Secondhand Smoke Exposure is Higher for Children in Apartments
Where you live might be putting your baby at risk for secondhand smoke exposure, according to a first-of-its kind study that found evidence of increased tobacco smoke exposure in young children who live in apartments and other multi-unit housing, even if no one in the child’s home smokes. Published in the January 2011 issue of the journal Pediatrics, researchers measured cotinine levels (a common marker of tobacco smoke exposure) in a group of children who lived in smoke-free households. Compared to children who lived in detached homes, apartment-dwelling children had 45 percent higher levels of cotinine.
Because children exposed to secondhand tobacco smoke—even at very low levels of exposure—are at greater risk for a variety of illnesses, health experts view these findings with alarm.
“The scope of illnesses in children associated with tobacco smoke exposure is expansive, ranging from asthma to cognitive impairments to sudden infant death syndrome,” says Dr. Karen Wilson, an assistant professor of pediatrics at the University of Rochester Medical Center’s Golisano Children’s Hospital and lead author of the paper.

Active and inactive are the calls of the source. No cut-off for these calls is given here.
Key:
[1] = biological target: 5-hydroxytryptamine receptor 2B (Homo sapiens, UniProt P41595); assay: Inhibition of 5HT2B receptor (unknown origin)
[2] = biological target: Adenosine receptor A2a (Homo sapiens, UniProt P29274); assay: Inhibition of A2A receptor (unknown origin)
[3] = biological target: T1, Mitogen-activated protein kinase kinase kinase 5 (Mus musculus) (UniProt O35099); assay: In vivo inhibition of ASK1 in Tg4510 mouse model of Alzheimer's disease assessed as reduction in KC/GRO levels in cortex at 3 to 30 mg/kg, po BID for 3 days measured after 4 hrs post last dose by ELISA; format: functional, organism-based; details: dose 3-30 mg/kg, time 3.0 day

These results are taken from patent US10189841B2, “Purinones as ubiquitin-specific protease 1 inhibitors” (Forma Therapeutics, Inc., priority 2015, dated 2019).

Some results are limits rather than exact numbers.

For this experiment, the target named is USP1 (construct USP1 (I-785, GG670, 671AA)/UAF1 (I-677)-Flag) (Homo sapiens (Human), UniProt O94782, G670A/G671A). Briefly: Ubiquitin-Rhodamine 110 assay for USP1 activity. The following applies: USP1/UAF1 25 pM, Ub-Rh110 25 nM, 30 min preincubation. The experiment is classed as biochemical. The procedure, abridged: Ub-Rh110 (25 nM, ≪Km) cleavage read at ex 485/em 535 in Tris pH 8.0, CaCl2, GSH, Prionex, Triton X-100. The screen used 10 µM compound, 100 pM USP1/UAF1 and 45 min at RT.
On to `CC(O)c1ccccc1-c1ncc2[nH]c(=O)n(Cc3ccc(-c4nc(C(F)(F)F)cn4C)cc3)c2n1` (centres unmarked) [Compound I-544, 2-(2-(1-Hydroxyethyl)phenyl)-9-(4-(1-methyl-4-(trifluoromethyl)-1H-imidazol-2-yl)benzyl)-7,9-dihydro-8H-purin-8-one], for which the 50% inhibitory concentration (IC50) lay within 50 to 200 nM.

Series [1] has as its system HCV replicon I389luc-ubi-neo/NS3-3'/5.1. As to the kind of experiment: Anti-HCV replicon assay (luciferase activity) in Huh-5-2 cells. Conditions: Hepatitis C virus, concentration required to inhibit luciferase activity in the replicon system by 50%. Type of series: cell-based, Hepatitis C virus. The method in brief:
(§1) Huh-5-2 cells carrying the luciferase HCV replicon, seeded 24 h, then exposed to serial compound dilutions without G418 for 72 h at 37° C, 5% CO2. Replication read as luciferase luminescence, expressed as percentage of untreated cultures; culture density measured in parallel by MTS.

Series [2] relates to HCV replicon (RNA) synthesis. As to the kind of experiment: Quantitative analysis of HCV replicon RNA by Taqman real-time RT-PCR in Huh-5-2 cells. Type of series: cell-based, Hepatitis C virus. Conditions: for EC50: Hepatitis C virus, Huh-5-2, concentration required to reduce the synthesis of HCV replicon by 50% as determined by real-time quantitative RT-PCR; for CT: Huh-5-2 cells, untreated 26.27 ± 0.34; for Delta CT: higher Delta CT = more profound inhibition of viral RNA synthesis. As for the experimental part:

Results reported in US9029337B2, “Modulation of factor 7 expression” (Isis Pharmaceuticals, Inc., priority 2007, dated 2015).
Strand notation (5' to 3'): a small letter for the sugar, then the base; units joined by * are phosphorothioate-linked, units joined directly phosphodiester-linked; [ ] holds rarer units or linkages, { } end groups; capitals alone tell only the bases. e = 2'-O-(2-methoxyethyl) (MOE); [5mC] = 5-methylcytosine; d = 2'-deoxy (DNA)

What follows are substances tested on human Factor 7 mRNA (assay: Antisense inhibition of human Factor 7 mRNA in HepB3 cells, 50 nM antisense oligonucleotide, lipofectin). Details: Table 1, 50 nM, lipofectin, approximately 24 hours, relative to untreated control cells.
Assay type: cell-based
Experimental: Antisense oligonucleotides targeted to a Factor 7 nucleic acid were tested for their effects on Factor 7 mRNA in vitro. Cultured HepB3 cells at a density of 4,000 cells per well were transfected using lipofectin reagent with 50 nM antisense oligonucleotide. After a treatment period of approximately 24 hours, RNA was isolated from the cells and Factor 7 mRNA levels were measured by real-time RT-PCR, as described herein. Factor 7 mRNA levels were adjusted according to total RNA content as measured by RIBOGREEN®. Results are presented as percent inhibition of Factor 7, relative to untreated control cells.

Does your apartment or condo complex permit smoking? The American Academy of Pediatrics (AAP) is calling on lawmakers to ban smoking in all multi-unit homes as important health safety measure for children.
“The AAP calls for smoke-free environments for all children, and this new study makes clear that multi-unit housing must be completely smoke-free to achieve this goal. The expansion of smoke-free policies at all levels is essential … All children deserve to live in a healthy environment, and this can only be achieved by eliminating tobacco smoke where they live,” says AAP President Dr. O. Marion Burton.
YOU MIGHT BE INTERESTED IN